Clients may soon be asking a lot of questions about alternative investments.
After an eight-year bull market, accompanied by volatility well below the historical average, we may be entering a sustained period of lower returns and heightened volatility. Many investors may then turn away from current favorites like passive index funds and ETFs, much as investors turned away from online, self-directed brokerage in response to the bursting of the tech bubble in the early 2000’s.
In such an environment, investors are likely to turn toward active management in general and alternatives in particular, as they search for returns and volatility mitigation.
It's important to remind clients that alternative products typically hold more nontraditional investments and employ more complex trading strategies, including hedging and leveraging through derivatives, short selling and opportunistic strategies that change with market conditions.
But alternatives are also potentially positioned to perform well in such an environment, given their ability to generate returns in both rising and falling market environments, while at the same time investing across multiple asset classes such as stocks, bonds, currencies, and commodities.
After working closely with advisers for the better part of 25 years, I have found that successful advisers utilize a thorough, thoughtful and regimented approach toward alternatives. This approach entails:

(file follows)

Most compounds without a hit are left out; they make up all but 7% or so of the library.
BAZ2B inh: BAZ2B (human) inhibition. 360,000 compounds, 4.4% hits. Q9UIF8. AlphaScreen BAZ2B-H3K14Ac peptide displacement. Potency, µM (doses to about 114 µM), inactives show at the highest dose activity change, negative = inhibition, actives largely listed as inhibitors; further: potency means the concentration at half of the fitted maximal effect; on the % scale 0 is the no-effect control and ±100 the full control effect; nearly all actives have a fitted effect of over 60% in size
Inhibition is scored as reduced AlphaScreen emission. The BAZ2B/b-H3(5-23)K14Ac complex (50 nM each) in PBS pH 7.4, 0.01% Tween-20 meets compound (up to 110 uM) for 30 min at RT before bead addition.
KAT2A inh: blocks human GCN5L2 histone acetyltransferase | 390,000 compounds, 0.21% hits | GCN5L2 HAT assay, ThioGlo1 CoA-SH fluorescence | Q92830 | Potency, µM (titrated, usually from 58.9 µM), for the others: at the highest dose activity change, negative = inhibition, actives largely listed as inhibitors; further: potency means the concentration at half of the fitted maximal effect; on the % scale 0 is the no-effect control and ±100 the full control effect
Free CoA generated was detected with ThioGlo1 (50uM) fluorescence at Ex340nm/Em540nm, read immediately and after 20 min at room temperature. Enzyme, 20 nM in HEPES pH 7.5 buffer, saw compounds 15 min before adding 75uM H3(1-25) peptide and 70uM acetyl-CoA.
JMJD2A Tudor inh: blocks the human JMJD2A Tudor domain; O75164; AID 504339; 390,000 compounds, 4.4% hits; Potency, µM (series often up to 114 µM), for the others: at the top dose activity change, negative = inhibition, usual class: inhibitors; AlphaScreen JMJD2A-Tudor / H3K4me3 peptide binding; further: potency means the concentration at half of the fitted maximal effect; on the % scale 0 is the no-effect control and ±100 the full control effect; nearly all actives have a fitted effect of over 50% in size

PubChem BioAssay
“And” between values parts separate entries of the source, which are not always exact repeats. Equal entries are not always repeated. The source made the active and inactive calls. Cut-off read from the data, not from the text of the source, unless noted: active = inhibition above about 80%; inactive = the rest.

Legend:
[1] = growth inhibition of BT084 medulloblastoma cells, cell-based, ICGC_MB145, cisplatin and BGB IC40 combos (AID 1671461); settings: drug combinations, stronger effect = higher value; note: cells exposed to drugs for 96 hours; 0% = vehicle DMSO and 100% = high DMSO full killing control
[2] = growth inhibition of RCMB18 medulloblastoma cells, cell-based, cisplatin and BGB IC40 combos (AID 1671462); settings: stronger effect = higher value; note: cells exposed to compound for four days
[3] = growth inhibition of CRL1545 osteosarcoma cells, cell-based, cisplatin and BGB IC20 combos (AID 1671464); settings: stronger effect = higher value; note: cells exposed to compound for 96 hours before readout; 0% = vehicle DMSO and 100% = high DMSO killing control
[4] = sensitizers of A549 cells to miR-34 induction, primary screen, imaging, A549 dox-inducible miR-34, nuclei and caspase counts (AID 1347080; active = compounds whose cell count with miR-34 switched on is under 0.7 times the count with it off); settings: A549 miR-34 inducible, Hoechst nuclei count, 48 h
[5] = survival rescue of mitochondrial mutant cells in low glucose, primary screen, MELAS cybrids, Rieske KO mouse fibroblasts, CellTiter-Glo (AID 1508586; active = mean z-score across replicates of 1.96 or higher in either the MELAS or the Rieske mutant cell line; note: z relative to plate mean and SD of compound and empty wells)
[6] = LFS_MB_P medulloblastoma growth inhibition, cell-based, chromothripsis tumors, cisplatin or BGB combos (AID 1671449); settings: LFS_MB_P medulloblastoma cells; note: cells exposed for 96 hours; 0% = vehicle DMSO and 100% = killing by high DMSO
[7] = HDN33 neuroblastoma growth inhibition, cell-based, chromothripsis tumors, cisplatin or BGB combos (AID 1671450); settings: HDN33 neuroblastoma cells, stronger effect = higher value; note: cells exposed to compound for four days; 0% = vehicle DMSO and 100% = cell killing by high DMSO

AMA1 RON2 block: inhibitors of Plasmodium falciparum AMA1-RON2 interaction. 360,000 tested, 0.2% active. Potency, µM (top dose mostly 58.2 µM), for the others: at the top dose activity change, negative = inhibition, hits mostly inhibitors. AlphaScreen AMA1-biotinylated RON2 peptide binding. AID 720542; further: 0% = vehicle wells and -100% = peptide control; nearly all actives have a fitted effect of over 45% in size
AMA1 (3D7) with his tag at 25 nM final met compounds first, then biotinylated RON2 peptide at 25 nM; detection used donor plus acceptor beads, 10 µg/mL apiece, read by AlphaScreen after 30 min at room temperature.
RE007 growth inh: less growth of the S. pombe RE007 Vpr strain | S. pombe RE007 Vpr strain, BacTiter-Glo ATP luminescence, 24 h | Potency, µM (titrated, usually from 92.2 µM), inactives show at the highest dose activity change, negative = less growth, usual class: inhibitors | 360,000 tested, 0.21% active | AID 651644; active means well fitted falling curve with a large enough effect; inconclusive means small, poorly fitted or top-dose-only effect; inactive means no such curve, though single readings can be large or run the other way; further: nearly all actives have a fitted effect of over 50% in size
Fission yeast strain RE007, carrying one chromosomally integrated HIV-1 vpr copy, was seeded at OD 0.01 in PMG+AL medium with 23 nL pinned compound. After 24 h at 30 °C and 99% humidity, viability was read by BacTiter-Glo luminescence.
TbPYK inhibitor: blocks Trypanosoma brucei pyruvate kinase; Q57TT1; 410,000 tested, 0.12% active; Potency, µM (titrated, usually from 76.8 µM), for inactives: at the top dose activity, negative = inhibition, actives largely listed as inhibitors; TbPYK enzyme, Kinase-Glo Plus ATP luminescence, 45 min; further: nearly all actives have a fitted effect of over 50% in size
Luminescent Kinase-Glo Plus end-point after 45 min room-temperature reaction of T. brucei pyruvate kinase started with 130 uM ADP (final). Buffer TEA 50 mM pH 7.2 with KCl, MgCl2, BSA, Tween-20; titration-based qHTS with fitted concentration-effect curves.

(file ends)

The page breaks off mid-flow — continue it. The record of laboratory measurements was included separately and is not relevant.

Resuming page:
· Know why you are using alternatives.
These advisers use alternatives because they believe the use of these instruments will help their clients achieve their investment objectives. Such advisers clearly define their clients’ investment objectives and will only allocate to alternatives after they are convinced that alternatives can help their clients achieve those objectives.
· Do your homework before investing.
While no one likes doing homework, good advisers spend time researching alternatives in order to determine whether or not they make sense in their client portfolios.
Through this research process, these advisers gain a realistic understanding of what they can expect from the different types of alternatives, especially with regard to performance. Given the unique nature of alternatives, it’s critical for advisers to understand what drives performance, and what to expect during different parts of the market cycle.
· Have a forward looking perspective and remain disciplined in your use of alternatives.
In my experience, successful advisers are forward looking and build a portfolio based on what they see on the horizon. Such advisers eschew a backward looking approach in which investment decisions are based on the previous investment environment.
Furthermore, these advisers are disciplined with regard to their investment approach. Once the decision is made to add alternatives, these advisers make them a core part of their investment process. As a result, these advisers avoid the biggest and most common mistake I see with regard to alternatives, namely, performance chasing.
· Communicate effectively with your clients about why alternatives are being used.
Advisers need to have effective conversations with their clients about why alternatives are being used within the portfolio.
The advisers must be able to link the use of the products to help the client achieve their investment objectives, while setting realistic expectations about what the client can anticipate from the alternatives being utilized.
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